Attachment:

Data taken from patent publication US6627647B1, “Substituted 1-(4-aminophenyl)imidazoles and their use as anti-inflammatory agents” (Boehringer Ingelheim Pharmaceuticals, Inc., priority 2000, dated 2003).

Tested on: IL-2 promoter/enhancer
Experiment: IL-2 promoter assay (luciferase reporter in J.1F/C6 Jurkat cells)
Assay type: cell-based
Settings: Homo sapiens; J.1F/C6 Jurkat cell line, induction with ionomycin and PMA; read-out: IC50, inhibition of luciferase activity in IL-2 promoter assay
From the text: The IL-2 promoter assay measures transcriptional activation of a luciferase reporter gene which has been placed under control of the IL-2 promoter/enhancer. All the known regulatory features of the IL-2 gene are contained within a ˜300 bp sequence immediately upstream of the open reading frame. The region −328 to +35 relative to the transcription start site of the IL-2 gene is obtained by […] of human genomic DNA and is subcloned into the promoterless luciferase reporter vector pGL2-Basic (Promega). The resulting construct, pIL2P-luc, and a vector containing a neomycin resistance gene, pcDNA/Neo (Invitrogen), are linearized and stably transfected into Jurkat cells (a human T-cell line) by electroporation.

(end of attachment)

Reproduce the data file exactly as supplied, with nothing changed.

Data taken from patent publication US6627647B1, “Substituted 1-(4-aminophenyl)imidazoles and their use as anti-inflammatory agents” (Boehringer Ingelheim Pharmaceuticals, Inc., priority 2000, dated 2003).

Tested on: IL-2 promoter/enhancer
Experiment: IL-2 promoter assay (luciferase reporter in J.1F/C6 Jurkat cells)
Assay type: cell-based
Settings: Homo sapiens; J.1F/C6 Jurkat cell line, induction with ionomycin and PMA; read-out: IC50, inhibition of luciferase activity in IL-2 promoter assay
From the text: The IL-2 promoter assay measures transcriptional activation of a luciferase reporter gene which has been placed under control of the IL-2 promoter/enhancer. All the known regulatory features of the IL-2 gene are contained within a ˜300 bp sequence immediately upstream of the open reading frame. The region −328 to +35 relative to the transcription start site of the IL-2 gene is obtained by […] of human genomic DNA and is subcloned into the promoterless luciferase reporter vector pGL2-Basic (Promega). The resulting construct, pIL2P-luc, and a vector containing a neomycin resistance gene, pcDNA/Neo (Invitrogen), are linearized and stably transfected into Jurkat cells (a human T-cell line) by electroporation.